1 July 2017
In his recent book The New Zealand Project, young author Max Harris proposes transforming our political process so that it is based on values and focused on truly positive outcomes. Here, he applies that thesis to drug law reform, which, he implies, would be an excellent area in which to make a start.
In 2014, I had a significant health scare. I was told out of the blue that I had an aneurysm in my aorta, the blood vessel that carries oxygen from your heart to the rest of your body.
An aneurysm’s an expanded blood vessel that is at high risk of tearing, and I was told I’d need urgent open heart surgery. Soon after that, I was told (having led a pretty healthy life for my 26 years) that I had a connective tissue disorder that might give me problems in the future.
What’s all this got to do with the Drug Foundation?
When I got this worrying news, I decided I wanted to do everything as if it was the last thing I’d ever do. Just a week before I ended up undergoing the surgery, I was also told I’d received an unusual Fellowship at Oxford that would fund me for seven years to do any kind of research or writing. This strange combination of events led me to write The New Zealand Project, which has just been published by Bridget Williams Books. And the argument of that book is relevant to drug law reform.
It’s about the need for a reassertion of a values-based politics in Aotearoa New Zealand. Values – principles we hold dear that contribute to a life well led – have been crowded out of politics, especially in recent years. Values have been crowded out by politics becoming technocratic – a numbers game that is the preserve of experts. They’ve also been crowded out by the loss of any general direction in politics and the rise of selfishness and self-interestedness in society at large, especially since economic reforms of the late 1980s and early 1990s.
In the book, I call for values to be made more central in parliamentary and activist politics. Values connect to the heart as well as the head, and it is values that shift people’s minds. In particular, I call for a politics grounded in care, community and creativity. I also float the idea of a ‘politics of love’, which seeks to secure love in outcomes. Then I apply this values-based approach to a range of specific issues in fields such as climate change and social policy.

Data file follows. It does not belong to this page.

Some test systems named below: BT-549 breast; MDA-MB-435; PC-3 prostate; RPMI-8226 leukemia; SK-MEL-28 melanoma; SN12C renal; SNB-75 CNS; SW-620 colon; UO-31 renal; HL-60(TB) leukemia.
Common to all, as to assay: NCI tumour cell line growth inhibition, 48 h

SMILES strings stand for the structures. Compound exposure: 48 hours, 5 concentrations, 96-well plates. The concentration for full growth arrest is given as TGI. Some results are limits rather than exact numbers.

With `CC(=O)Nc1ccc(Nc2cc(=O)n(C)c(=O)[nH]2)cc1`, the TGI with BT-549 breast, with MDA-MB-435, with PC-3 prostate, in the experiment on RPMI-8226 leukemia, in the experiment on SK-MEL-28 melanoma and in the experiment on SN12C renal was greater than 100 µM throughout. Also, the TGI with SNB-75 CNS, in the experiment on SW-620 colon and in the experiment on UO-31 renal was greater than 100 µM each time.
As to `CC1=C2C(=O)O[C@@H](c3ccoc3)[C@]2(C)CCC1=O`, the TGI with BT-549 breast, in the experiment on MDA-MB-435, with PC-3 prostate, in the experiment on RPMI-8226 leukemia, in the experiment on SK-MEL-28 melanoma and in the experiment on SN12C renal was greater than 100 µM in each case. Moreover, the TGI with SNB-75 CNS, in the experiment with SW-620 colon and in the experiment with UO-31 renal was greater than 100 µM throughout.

I don’t discuss drug law reform in detail in the book, but I think it’s a crucial issue that politicians ought to debate – and it is connected to the argument of the book in several significant ways.
In political science, there’s this concept called the ‘Overton window’ – the window of what is politically possible at any point in time. I argue that our Overton window in New Zealand has become very small and that we need to widen it – and fling open our imaginations – in order to have big debates about our country’s future.
One of the casualties of our small Overton window is debate about drug law reform, which has largely been off the agenda for politicians who are too timid to have a proper debate about whether our approach to drug law is the right one.
At the moment, drugs are treated partly as a health issue, when those who have bad experiences with drugs (like those who have bad experiences with alcohol) end up in hospital. But should drugs be tackled more wholeheartedly as a health challenge? What is the best starting point for regulating drugs, given that it’s almost inevitable that drugs will be used by some people in our community? How best should we manage different drugs in light of available evidence about brain development and health effects? These are the questions we should be spending more time on.